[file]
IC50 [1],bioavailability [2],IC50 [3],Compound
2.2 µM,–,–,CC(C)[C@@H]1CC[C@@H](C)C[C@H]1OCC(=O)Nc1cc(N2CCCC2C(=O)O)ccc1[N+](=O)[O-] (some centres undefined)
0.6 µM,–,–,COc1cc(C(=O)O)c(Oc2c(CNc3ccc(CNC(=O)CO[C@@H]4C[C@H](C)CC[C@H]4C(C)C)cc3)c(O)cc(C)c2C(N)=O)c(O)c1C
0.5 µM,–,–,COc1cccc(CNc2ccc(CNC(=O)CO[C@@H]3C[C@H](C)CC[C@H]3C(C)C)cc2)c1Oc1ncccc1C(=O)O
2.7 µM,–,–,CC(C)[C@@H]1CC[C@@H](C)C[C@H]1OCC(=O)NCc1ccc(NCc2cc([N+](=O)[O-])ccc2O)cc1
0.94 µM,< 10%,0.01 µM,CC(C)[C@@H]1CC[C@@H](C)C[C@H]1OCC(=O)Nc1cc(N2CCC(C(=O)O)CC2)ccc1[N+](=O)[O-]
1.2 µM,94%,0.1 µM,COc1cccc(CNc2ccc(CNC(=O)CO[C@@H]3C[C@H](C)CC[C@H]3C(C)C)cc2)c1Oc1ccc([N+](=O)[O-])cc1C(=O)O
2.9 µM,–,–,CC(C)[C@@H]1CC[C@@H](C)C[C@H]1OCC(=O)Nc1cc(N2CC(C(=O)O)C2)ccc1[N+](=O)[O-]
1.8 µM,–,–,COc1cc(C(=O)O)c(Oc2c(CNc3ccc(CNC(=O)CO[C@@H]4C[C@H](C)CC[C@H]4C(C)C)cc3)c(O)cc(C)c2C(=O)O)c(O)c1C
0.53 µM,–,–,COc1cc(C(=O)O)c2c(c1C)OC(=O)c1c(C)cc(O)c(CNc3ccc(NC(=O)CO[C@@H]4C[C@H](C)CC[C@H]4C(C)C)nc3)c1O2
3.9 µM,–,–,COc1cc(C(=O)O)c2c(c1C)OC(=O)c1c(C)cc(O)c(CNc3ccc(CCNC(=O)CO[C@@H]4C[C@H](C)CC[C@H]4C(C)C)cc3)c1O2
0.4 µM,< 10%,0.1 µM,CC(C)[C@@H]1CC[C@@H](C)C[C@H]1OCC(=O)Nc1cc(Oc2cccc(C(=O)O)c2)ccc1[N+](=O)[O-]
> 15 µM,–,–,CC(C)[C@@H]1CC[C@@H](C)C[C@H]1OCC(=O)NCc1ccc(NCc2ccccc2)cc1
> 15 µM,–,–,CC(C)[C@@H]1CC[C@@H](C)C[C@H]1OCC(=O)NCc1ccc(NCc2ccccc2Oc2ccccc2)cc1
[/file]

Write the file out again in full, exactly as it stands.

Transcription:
IC50 [1],bioavailability [2],IC50 [3],Compound
2.2 µM,–,–,CC(C)[C@@H]1CC[C@@H](C)C[C@H]1OCC(=O)Nc1cc(N2CCCC2C(=O)O)ccc1[N+](=O)[O-] (some centres undefined)
0.6 µM,–,–,COc1cc(C(=O)O)c(Oc2c(CNc3ccc(CNC(=O)CO[C@@H]4C[C@H](C)CC[C@H]4C(C)C)cc3)c(O)cc(C)c2C(N)=O)c(O)c1C
0.5 µM,–,–,COc1cccc(CNc2ccc(CNC(=O)CO[C@@H]3C[C@H](C)CC[C@H]3C(C)C)cc2)c1Oc1ncccc1C(=O)O
2.7 µM,–,–,CC(C)[C@@H]1CC[C@@H](C)C[C@H]1OCC(=O)NCc1ccc(NCc2cc([N+](=O)[O-])ccc2O)cc1
0.94 µM,< 10%,0.01 µM,CC(C)[C@@H]1CC[C@@H](C)C[C@H]1OCC(=O)Nc1cc(N2CCC(C(=O)O)CC2)ccc1[N+](=O)[O-]
1.2 µM,94%,0.1 µM,COc1cccc(CNc2ccc(CNC(=O)CO[C@@H]3C[C@H](C)CC[C@H]3C(C)C)cc2)c1Oc1ccc([N+](=O)[O-])cc1C(=O)O
2.9 µM,–,–,CC(C)[C@@H]1CC[C@@H](C)C[C@H]1OCC(=O)Nc1cc(N2CC(C(=O)O)C2)ccc1[N+](=O)[O-]
1.8 µM,–,–,COc1cc(C(=O)O)c(Oc2c(CNc3ccc(CNC(=O)CO[C@@H]4C[C@H](C)CC[C@H]4C(C)C)cc3)c(O)cc(C)c2C(=O)O)c(O)c1C
0.53 µM,–,–,COc1cc(C(=O)O)c2c(c1C)OC(=O)c1c(C)cc(O)c(CNc3ccc(NC(=O)CO[C@@H]4C[C@H](C)CC[C@H]4C(C)C)nc3)c1O2
3.9 µM,–,–,COc1cc(C(=O)O)c2c(c1C)OC(=O)c1c(C)cc(O)c(CNc3ccc(CCNC(=O)CO[C@@H]4C[C@H](C)CC[C@H]4C(C)C)cc3)c1O2
0.4 µM,< 10%,0.1 µM,CC(C)[C@@H]1CC[C@@H](C)C[C@H]1OCC(=O)Nc1cc(Oc2cccc(C(=O)O)c2)ccc1[N+](=O)[O-]
> 15 µM,–,–,CC(C)[C@@H]1CC[C@@H](C)C[C@H]1OCC(=O)NCc1ccc(NCc2ccccc2)cc1
> 15 µM,–,–,CC(C)[C@@H]1CC[C@@H](C)C[C@H]1OCC(=O)NCc1ccc(NCc2ccccc2Oc2ccccc2)cc1